Part of the Silicon Valley died this week when National Semiconductor got bought by Texas Instruments. It was another box checked off on the long slow autopsy of the golden era of semiconductors, an era begun in the 1950s when companies starting supplanting fruit orchards in the Santa Clara Valley; when National fled the East Coast for Santa Clara to be where the action was.
For generations, National invented and grew, and the communities around it benefited when National paid taxes that helped build roads, schools and sewer systems, employed thousands who built communities and nurtured schools and spawned and supported local businesses. Nearby a similar story: Intel, AMD, Linear, and so on down the storied honor roll of Silicon Valley pioneers.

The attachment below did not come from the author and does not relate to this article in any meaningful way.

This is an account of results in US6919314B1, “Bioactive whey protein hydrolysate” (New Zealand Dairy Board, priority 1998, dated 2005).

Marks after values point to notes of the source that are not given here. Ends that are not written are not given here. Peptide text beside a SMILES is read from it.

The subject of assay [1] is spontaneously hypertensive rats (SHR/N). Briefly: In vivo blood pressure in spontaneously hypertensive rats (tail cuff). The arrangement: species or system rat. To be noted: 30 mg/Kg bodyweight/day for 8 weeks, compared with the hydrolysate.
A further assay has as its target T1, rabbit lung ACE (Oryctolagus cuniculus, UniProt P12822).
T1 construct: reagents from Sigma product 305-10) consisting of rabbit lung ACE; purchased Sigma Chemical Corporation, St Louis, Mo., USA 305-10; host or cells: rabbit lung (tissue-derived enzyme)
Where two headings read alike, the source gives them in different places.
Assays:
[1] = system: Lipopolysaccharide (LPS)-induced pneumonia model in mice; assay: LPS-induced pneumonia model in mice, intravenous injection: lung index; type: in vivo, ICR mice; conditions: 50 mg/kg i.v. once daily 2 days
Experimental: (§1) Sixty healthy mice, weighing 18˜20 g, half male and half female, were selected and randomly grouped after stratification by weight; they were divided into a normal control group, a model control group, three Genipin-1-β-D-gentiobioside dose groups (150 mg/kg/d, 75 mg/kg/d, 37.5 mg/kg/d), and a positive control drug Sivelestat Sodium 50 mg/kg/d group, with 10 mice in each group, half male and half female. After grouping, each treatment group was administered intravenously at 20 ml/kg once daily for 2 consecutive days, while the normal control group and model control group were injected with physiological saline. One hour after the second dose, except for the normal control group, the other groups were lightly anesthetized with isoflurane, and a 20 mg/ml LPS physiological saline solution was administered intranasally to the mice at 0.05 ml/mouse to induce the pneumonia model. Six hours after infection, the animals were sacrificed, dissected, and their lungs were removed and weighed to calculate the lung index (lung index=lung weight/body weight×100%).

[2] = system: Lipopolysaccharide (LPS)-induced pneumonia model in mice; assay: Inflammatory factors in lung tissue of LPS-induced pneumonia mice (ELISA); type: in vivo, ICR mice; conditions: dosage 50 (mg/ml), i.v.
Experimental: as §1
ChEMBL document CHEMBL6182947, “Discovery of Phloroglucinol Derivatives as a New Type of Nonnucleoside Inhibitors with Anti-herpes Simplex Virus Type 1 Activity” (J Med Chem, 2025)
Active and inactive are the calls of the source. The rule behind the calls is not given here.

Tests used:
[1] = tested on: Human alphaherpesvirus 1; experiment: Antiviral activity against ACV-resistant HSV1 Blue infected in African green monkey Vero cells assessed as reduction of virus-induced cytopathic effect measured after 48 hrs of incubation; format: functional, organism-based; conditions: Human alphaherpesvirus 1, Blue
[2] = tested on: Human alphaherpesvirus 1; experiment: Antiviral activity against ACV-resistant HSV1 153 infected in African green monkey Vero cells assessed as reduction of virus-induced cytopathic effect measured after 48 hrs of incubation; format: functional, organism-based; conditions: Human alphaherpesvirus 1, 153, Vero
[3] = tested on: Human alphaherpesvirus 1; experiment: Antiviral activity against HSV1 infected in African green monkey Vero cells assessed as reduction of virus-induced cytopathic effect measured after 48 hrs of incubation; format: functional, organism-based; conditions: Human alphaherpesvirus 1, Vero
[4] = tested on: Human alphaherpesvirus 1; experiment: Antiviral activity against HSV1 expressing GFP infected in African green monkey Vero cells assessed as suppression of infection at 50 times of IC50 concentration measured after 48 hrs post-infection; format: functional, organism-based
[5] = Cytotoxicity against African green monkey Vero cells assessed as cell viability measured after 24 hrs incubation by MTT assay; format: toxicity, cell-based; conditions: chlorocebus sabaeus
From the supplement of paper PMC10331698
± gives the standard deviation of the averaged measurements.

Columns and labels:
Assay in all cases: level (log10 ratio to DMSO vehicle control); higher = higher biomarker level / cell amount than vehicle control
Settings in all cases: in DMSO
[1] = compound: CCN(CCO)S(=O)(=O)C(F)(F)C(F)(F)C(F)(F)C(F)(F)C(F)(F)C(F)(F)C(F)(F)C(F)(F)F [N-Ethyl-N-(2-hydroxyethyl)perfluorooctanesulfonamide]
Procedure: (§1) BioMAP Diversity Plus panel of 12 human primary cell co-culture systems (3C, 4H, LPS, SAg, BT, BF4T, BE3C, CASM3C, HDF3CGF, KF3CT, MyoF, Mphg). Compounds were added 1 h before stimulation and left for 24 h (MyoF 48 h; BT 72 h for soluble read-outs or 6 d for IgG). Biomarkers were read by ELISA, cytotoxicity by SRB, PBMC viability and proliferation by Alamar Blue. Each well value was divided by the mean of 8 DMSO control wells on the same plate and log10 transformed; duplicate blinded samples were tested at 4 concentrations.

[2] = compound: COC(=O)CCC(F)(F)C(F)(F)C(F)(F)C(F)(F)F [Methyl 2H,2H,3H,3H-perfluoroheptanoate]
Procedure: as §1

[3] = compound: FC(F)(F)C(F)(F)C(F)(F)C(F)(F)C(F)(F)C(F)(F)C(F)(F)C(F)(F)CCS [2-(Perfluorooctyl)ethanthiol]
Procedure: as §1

Even as National seemed to peak in the 1990s; even as it wobbled through the Gil Amelio regime (what the heck was that all about??) and tried going toe to toe with Intel (Brian Halla eventually saw the light on the strategic error), the company and its people were always a cornerstone of the Valley.
And they had fun. Bernie Cole writes about faux charges up San Juan Hill; Paul Rako has a fantastic look back at National and Valley history, through the eyes of the late Bob Widlar (two of the outstanding photos in that post tell you exactly what Widlar would think of the merger).